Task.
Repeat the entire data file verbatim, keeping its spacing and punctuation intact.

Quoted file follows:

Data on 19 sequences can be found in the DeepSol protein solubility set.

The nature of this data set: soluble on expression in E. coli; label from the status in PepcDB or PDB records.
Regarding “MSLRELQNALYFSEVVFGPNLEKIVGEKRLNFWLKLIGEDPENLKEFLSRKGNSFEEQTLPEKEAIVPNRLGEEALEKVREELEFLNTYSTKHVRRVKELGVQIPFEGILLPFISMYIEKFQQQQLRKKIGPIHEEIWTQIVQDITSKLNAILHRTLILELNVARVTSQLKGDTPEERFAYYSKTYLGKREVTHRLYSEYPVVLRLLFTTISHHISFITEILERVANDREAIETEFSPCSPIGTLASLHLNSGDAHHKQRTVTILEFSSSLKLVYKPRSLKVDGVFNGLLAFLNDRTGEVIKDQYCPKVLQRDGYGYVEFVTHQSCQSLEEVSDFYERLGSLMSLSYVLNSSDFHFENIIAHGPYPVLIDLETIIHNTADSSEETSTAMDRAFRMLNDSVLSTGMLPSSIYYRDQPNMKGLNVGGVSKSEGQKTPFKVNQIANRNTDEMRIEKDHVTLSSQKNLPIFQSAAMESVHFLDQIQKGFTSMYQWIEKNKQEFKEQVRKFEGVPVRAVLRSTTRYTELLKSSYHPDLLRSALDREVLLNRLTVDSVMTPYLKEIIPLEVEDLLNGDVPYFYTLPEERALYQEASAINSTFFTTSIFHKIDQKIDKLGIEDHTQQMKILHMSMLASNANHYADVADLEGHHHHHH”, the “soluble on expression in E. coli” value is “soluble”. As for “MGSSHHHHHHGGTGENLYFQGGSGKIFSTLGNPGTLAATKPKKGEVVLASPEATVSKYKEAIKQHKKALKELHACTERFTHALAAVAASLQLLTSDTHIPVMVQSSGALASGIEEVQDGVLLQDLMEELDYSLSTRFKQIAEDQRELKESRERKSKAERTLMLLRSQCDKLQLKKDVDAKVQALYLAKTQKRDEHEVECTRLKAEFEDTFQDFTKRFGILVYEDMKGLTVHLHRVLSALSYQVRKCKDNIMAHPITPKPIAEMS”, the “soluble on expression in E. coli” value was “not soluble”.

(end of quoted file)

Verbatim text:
Data on 19 sequences can be found in the DeepSol protein solubility set.

The nature of this data set: soluble on expression in E. coli; label from the status in PepcDB or PDB records.
Regarding “MSLRELQNALYFSEVVFGPNLEKIVGEKRLNFWLKLIGEDPENLKEFLSRKGNSFEEQTLPEKEAIVPNRLGEEALEKVREELEFLNTYSTKHVRRVKELGVQIPFEGILLPFISMYIEKFQQQQLRKKIGPIHEEIWTQIVQDITSKLNAILHRTLILELNVARVTSQLKGDTPEERFAYYSKTYLGKREVTHRLYSEYPVVLRLLFTTISHHISFITEILERVANDREAIETEFSPCSPIGTLASLHLNSGDAHHKQRTVTILEFSSSLKLVYKPRSLKVDGVFNGLLAFLNDRTGEVIKDQYCPKVLQRDGYGYVEFVTHQSCQSLEEVSDFYERLGSLMSLSYVLNSSDFHFENIIAHGPYPVLIDLETIIHNTADSSEETSTAMDRAFRMLNDSVLSTGMLPSSIYYRDQPNMKGLNVGGVSKSEGQKTPFKVNQIANRNTDEMRIEKDHVTLSSQKNLPIFQSAAMESVHFLDQIQKGFTSMYQWIEKNKQEFKEQVRKFEGVPVRAVLRSTTRYTELLKSSYHPDLLRSALDREVLLNRLTVDSVMTPYLKEIIPLEVEDLLNGDVPYFYTLPEERALYQEASAINSTFFTTSIFHKIDQKIDKLGIEDHTQQMKILHMSMLASNANHYADVADLEGHHHHHH”, the “soluble on expression in E. coli” value is “soluble”. As for “MGSSHHHHHHGGTGENLYFQGGSGKIFSTLGNPGTLAATKPKKGEVVLASPEATVSKYKEAIKQHKKALKELHACTERFTHALAAVAASLQLLTSDTHIPVMVQSSGALASGIEEVQDGVLLQDLMEELDYSLSTRFKQIAEDQRELKESRERKSKAERTLMLLRSQCDKLQLKKDVDAKVQALYLAKTQKRDEHEVECTRLKAEFEDTFQDFTKRFGILVYEDMKGLTVHLHRVLSALSYQVRKCKDNIMAHPITPKPIAEMS”, the “soluble on expression in E. coli” value was “not soluble”.